Agreement among pediatric health care professionals with the pediatric Canadian triage and acuity scale guidelines

Pediatr Emerg Care. 2004 Aug;20(8):514-8. doi: 10.1097/


Objectives: To compare triage level assignment, using case scenarios, in a pediatric emergency department between registered nurses (RNs) and pediatric emergency physicians (PEPs) based on the Pediatric Canadian Triage and Acuity Scale (P-CTAS) guidelines. To compare triage level assignment of the RNs and PEPs to that done by a panel of experts using the same P-CTAS guidelines.

Methods: A cross-sectional questionnaire survey (55 case scenarios) was sent to all RNs and PEPs working in the emergency department after the P-CTAS was implemented. Participants were instructed to assign a triage level for each case. A priori, all cases were assigned a triage level by a panel of experts using the P-CTAS guidelines. Kappa statistics and the mean number (+/-1SD) of correct responses were calculated.

Results: A response rate of 85% was achieved (29 RNs, 15 PEPs). The kappa level of agreement (95% CI) among RNs was 0.51 (0.50-0.52) and was 0.39 (0.38-0.41) among PEPs (P < 0.001). The mean number of correct responses (+/-1SD) for RNs was 64% +/- 27% and for PEPs 60% +/- 22% (P = 0.31). Levels of agreement did not vary according to experience or type of shift work done or work status of RNs and PEPs.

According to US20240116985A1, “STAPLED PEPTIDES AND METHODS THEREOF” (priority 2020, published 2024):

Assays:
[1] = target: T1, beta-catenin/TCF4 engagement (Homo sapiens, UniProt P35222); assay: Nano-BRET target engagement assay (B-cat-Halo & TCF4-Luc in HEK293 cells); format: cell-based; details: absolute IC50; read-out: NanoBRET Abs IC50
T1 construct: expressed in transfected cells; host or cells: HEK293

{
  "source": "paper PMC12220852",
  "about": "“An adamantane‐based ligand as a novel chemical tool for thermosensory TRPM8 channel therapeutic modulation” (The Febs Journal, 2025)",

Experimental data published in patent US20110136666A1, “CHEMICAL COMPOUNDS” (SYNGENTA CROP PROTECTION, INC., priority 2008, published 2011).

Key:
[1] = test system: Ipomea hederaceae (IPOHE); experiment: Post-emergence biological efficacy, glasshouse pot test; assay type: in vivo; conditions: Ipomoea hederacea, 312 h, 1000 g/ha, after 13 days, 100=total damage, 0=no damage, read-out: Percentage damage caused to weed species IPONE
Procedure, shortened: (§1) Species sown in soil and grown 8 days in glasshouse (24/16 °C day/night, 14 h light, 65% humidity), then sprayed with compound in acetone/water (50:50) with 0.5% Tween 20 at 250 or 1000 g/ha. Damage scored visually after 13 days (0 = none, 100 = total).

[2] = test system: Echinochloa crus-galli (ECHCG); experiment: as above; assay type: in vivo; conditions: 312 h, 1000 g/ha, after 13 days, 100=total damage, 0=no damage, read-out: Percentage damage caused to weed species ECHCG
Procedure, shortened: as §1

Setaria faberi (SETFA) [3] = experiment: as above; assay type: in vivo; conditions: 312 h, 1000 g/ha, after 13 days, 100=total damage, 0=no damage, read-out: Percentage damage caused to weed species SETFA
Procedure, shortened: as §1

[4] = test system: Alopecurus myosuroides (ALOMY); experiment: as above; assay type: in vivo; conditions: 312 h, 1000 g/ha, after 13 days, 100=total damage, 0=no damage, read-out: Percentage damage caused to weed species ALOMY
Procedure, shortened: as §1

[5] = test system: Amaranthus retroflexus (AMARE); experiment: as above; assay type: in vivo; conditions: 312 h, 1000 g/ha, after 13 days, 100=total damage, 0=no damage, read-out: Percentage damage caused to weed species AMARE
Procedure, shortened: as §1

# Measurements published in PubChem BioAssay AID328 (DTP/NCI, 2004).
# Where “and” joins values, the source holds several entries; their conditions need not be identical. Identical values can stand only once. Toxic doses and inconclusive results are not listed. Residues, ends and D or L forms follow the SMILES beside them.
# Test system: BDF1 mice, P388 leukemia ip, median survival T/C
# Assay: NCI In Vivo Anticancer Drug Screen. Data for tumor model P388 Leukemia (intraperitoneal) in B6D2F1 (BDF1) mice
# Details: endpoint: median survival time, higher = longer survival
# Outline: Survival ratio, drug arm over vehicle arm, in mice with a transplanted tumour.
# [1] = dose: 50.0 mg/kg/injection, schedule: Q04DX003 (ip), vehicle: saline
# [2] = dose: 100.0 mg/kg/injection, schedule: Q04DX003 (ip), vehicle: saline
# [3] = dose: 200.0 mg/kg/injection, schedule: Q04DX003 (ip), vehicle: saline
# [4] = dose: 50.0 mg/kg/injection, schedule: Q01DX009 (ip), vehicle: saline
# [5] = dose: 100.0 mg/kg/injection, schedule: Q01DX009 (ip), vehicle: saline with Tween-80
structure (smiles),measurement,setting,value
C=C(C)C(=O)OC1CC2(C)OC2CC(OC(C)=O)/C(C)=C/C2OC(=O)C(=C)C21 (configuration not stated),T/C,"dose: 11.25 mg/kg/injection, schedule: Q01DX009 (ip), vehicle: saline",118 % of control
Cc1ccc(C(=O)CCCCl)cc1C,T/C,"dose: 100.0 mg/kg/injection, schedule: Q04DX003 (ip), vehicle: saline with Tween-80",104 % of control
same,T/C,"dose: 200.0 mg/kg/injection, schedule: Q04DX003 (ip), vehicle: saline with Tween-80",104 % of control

Conclusions: With the introduction of the P-CTAS, the level of agreement and accuracy of triage categorization remained moderate for both RNs and PEPs. The reliability of the P-CTAS needs to be further assessed and the requirements for revisions considered prior to its widespread use.

Publication types

  • Evaluation Study
  • Research Support, Non-U.S. Gov't

MeSH terms

  • Acute Disease
  • Adolescent
  • Attitude of Health Personnel*
  • Canada
  • Child
  • Child, Preschool
  • Cross-Sectional Studies
  • Emergency Medical Services*
  • Emergency Service, Hospital*
  • Female
  • Humans
  • Infant
  • Infant, Newborn
  • Male
  • Nurses / psychology*
  • Pediatrics*
  • Physicians / psychology*
  • Practice Guidelines as Topic*
  • Severity of Illness Index*
  • Surveys and Questionnaires
  • Triage*